Planting and Early Care of Fruit Trees
Prepared by James R. Schupp, Extension tree fruit specialist, University of Maine Cooperative Extension
Fruit trees can be an attractive and useful addition to the home landscape. This fact sheet will help you to establish new fruit trees that will provide you with beauty and fruit for years to come.
When to Plant
Fruit trees may be planted in early spring, as soon as the frost in the ground has thawed. If the soil is very waterlogged, it is best to wait until it drains. Wait until the soil no longer comes up in sticky clumps that stick to the shovel.
The climate of New England is too cold for fall planting of fruit trees. Fall-planted trees will not have any advantage in growth over trees planted the following spring. Fall-planted trees may also be damaged in the winter months by rodents, deer or severe low temperatures.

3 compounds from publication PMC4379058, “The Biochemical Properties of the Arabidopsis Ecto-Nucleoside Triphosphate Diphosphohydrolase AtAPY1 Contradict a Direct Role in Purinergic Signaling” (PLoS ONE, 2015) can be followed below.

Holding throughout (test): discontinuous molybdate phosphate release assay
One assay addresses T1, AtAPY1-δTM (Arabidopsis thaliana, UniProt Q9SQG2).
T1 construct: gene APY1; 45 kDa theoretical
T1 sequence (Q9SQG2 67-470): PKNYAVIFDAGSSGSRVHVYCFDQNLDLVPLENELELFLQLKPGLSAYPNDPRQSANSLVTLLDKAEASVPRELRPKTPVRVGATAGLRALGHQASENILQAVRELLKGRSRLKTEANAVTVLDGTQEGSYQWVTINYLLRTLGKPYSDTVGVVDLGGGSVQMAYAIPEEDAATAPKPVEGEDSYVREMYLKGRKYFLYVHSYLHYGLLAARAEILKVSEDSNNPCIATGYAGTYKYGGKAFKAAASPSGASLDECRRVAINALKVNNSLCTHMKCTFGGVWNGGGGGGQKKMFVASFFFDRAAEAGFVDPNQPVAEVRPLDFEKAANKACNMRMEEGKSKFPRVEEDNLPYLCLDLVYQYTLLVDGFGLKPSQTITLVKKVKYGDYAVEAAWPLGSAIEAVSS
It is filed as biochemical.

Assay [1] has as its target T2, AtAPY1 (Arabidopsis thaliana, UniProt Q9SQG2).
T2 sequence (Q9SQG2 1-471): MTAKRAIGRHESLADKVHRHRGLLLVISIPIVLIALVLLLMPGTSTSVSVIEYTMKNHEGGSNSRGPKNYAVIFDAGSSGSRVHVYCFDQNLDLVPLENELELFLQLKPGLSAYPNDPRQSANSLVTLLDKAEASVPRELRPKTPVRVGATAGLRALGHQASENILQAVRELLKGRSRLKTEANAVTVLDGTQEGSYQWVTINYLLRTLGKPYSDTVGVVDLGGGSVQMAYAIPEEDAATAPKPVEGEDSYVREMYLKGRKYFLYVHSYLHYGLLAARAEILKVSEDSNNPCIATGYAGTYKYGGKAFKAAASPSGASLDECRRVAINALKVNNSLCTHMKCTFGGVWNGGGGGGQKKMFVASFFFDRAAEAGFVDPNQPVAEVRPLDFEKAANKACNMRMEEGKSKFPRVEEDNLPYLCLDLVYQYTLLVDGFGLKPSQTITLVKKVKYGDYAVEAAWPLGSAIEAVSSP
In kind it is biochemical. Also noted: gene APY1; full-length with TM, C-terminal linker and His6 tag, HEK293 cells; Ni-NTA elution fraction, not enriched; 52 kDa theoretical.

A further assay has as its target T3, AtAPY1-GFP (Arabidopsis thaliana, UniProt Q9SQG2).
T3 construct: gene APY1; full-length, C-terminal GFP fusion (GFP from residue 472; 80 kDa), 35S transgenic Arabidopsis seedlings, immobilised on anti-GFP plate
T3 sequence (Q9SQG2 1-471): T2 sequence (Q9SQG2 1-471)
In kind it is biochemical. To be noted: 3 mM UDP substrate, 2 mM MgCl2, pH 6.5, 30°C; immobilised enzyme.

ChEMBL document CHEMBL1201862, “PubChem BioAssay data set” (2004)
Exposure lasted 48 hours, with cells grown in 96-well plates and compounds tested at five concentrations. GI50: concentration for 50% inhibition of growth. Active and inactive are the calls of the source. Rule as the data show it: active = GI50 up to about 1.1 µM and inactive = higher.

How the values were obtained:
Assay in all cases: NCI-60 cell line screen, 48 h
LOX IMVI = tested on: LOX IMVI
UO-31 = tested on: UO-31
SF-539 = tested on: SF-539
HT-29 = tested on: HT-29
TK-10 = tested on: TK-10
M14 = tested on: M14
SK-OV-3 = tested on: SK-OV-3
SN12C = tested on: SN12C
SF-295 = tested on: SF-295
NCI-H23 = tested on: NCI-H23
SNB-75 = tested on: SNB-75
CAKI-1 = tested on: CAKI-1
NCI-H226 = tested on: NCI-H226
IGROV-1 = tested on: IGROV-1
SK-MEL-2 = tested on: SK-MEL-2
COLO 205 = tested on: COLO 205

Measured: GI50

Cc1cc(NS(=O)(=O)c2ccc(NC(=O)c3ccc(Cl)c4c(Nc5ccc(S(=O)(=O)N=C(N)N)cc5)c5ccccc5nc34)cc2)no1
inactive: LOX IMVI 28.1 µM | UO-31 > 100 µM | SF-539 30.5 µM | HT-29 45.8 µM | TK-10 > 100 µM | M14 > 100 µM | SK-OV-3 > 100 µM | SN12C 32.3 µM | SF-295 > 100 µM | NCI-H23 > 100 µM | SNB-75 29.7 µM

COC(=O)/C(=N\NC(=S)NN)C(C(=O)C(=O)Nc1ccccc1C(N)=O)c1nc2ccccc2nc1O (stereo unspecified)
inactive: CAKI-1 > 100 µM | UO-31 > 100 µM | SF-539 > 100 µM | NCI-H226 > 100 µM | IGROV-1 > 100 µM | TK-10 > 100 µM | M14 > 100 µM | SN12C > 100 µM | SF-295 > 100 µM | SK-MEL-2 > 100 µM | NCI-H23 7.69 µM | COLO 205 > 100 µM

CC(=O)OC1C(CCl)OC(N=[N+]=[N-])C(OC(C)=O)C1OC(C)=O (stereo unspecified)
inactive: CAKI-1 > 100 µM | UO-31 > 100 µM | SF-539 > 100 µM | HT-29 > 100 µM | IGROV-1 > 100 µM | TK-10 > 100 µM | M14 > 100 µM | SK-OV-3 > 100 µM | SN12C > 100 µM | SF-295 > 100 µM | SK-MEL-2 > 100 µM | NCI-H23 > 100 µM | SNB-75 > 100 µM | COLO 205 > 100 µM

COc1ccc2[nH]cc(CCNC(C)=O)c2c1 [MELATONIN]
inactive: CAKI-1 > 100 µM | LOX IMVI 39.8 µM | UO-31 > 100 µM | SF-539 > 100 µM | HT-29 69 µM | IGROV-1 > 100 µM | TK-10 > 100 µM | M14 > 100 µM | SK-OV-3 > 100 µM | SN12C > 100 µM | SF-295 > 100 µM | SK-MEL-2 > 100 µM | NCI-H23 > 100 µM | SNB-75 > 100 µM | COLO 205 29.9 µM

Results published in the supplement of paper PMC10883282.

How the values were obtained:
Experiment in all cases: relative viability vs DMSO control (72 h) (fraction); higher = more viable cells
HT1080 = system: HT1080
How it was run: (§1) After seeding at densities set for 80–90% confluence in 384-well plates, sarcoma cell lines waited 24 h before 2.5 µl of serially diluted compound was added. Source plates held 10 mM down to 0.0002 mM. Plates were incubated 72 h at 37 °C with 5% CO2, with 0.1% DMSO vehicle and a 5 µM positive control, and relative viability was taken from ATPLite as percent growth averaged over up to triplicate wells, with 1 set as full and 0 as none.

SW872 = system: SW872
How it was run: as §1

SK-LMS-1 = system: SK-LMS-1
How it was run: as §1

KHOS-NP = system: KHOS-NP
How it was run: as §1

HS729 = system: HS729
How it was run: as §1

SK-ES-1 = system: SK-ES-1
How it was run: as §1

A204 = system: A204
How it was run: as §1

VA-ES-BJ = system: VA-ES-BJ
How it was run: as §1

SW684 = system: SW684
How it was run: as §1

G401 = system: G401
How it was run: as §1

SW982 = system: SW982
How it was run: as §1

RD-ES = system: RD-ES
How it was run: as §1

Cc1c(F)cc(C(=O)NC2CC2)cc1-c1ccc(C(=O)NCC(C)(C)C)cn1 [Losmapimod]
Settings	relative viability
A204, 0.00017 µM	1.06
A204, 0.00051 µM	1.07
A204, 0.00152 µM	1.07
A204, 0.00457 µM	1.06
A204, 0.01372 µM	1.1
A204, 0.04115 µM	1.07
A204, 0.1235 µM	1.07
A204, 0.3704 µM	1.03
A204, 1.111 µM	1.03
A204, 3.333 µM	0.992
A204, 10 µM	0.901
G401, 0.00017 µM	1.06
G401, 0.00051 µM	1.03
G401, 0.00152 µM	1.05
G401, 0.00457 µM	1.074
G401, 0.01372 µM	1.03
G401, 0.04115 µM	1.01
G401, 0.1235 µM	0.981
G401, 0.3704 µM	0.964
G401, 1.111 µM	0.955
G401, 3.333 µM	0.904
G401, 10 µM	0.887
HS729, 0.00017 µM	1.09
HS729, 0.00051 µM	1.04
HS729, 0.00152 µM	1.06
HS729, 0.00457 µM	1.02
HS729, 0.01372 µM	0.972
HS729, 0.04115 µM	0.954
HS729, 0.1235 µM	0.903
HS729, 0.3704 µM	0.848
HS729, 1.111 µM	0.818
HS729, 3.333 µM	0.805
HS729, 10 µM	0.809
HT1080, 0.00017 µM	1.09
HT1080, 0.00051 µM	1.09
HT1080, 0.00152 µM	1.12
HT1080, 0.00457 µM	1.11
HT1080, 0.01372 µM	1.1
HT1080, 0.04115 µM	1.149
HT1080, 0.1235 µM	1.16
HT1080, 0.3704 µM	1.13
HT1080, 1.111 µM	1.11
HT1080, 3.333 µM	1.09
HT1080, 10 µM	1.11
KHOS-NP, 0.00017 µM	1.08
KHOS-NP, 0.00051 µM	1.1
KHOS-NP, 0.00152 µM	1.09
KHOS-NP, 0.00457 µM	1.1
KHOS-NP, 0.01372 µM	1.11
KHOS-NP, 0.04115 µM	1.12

Bare-root nursery stock is usually less expensive and will establish and grow well, if planted in April or early May. If you must hold the trees a short time before planting, store them in a cool, shady place where they will be out of the sun and wind. Pack the roots in moist sawdust or sphagnum moss to prevent them from drying out. Potted or ball-and-burlap trees are preferable for planting dates in late May or early June.
Digging the Hole
Select a site with direct sunlight. Allow enough room between the planting site and buildings, trees, power lines or other obstructions for the tree to fill its space when full grown.
Tree size varies with different species and the rootstock that the tree is on. The nursery where you bought the tree can advise you as to how much space the tree will need when full grown.
Fruit trees are tolerant of a fairly wide range of soil types, but the soil should be well-drained, with a minimum of 18 inches of soil above any ledge or hardpan.